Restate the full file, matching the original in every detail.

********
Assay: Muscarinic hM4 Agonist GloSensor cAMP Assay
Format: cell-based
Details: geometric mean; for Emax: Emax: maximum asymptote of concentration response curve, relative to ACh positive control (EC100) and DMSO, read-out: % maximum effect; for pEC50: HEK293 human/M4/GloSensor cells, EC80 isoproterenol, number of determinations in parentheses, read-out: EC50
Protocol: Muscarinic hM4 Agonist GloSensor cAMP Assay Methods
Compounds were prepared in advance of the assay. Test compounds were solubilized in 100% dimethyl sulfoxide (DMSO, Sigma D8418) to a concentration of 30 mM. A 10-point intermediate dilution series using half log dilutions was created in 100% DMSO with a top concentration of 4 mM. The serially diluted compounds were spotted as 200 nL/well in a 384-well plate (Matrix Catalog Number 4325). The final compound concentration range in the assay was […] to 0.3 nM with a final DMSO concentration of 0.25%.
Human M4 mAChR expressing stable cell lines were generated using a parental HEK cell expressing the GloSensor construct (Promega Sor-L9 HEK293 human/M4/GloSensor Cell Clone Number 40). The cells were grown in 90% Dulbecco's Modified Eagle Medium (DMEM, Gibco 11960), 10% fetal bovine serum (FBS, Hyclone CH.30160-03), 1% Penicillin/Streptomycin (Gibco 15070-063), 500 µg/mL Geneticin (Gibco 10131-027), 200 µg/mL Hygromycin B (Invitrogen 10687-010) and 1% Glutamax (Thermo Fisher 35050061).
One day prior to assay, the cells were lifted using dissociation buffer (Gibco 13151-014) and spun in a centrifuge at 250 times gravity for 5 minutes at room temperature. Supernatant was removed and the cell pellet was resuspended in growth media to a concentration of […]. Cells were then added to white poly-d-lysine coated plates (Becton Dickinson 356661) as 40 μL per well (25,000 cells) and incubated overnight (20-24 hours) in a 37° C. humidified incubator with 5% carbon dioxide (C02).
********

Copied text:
Assay: Muscarinic hM4 Agonist GloSensor cAMP Assay
Format: cell-based
Details: geometric mean; for Emax: Emax: maximum asymptote of concentration response curve, relative to ACh positive control (EC100) and DMSO, read-out: % maximum effect; for pEC50: HEK293 human/M4/GloSensor cells, EC80 isoproterenol, number of determinations in parentheses, read-out: EC50
Protocol: Muscarinic hM4 Agonist GloSensor cAMP Assay Methods
Compounds were prepared in advance of the assay. Test compounds were solubilized in 100% dimethyl sulfoxide (DMSO, Sigma D8418) to a concentration of 30 mM. A 10-point intermediate dilution series using half log dilutions was created in 100% DMSO with a top concentration of 4 mM. The serially diluted compounds were spotted as 200 nL/well in a 384-well plate (Matrix Catalog Number 4325). The final compound concentration range in the assay was […] to 0.3 nM with a final DMSO concentration of 0.25%.
Human M4 mAChR expressing stable cell lines were generated using a parental HEK cell expressing the GloSensor construct (Promega Sor-L9 HEK293 human/M4/GloSensor Cell Clone Number 40). The cells were grown in 90% Dulbecco's Modified Eagle Medium (DMEM, Gibco 11960), 10% fetal bovine serum (FBS, Hyclone CH.30160-03), 1% Penicillin/Streptomycin (Gibco 15070-063), 500 µg/mL Geneticin (Gibco 10131-027), 200 µg/mL Hygromycin B (Invitrogen 10687-010) and 1% Glutamax (Thermo Fisher 35050061).
One day prior to assay, the cells were lifted using dissociation buffer (Gibco 13151-014) and spun in a centrifuge at 250 times gravity for 5 minutes at room temperature. Supernatant was removed and the cell pellet was resuspended in growth media to a concentration of […]. Cells were then added to white poly-d-lysine coated plates (Becton Dickinson 356661) as 40 μL per well (25,000 cells) and incubated overnight (20-24 hours) in a 37° C. humidified incubator with 5% carbon dioxide (C02).